Now that all new and/or large apartment buildings have to have a sinking fund, the great unanswered (and largely unasked) question is, what happens to all the money while you’re waiting for the building to fall apart?
For instance, the big mega-complexes sprouting up everywhere could easily be salting away a quarter of a million bucks every year. Where it goes and how it’s used is up to the owners corporation or, in the first instance, the Executive Committee.
A good strata manager will find the account that pays the best interest while still having a reasonable amount of accessibility in the funds. However, a less excellent operator will use an account that makes their lives easier – with direct billing and electronic transfers – even if it doesn’t earn as much interest.
So what are the restrictions on what you can and can’t do with your building’s money? The answer is – not a lot. Theoretically, if you can garner enough support from your fellow owners, you could emulate World War II veteran Alan Inglis, stuff the lot in a plastic bag, take it down to Randwick and place it on a hot tip.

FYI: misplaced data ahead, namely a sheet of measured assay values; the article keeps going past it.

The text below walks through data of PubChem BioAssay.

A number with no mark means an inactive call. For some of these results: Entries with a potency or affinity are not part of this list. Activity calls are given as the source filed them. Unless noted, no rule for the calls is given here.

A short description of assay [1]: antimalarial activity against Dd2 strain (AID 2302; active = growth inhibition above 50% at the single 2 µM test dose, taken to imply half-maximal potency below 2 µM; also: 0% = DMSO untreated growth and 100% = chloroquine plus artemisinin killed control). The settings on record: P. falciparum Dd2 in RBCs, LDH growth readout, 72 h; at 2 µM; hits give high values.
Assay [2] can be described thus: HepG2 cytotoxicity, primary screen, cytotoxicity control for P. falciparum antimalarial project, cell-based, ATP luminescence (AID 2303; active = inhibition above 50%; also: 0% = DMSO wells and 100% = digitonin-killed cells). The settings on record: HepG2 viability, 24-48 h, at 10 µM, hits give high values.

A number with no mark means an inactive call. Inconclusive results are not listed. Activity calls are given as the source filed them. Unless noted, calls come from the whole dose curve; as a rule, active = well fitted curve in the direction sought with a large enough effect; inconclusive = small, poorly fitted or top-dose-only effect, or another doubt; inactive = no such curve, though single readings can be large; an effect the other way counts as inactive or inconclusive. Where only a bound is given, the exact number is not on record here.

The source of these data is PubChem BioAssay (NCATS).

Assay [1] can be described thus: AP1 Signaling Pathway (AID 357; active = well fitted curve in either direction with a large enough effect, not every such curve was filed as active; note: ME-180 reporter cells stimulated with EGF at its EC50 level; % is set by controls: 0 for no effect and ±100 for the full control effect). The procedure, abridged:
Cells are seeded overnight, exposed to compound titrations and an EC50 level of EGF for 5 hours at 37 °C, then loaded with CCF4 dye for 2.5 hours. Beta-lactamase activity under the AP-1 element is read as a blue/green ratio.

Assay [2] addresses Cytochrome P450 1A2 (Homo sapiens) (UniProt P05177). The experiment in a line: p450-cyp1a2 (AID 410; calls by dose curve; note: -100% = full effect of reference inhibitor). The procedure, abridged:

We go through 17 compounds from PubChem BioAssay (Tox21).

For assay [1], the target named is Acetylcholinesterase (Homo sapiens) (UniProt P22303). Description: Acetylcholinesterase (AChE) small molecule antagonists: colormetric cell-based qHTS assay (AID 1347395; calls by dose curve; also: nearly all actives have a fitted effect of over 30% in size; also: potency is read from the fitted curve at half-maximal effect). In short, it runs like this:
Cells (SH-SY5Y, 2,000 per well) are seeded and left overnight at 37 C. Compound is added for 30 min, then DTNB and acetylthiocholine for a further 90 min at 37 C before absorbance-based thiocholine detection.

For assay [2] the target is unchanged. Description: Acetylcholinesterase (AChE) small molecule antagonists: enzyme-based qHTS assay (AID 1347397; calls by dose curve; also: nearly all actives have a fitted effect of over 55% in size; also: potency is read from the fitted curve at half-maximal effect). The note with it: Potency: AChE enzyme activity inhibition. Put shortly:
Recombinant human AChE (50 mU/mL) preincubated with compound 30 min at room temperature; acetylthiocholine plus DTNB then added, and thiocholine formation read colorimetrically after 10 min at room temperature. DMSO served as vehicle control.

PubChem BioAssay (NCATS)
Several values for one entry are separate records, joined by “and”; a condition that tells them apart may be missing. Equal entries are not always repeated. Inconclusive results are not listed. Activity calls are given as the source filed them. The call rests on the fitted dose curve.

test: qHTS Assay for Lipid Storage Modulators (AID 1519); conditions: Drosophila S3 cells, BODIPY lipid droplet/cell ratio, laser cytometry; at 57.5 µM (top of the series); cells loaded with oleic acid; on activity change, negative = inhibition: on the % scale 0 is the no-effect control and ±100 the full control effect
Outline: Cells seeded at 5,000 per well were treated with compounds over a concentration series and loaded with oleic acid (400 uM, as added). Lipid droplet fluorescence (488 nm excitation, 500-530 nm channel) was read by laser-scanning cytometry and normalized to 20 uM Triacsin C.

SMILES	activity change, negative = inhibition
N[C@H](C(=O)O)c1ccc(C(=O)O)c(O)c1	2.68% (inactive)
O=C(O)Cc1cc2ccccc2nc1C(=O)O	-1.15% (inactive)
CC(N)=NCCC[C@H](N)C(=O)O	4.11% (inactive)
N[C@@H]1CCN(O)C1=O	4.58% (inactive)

Less adventurous owners may decide that, since the money isn’t supposed to be used for a while, it might be better placed in a series of long and medium term funds that earned better rates of interest than basic bank accounts (if not the TAB). There are lots of reliable schemes that give higher returns for those periods when you don’t need the money anyway.
If you are interested in how your hard-earned and sadly missed folding stuff can better pay its way, you might want to check out the Owners Corporation Network, a non-profit organisation of apartment-owners and EC members set up to improve the running of strata buildings. They recently held a seminar on the topic and should have material on their website www.ocnaustralia.com. It does not, I’m assured, have racing tips.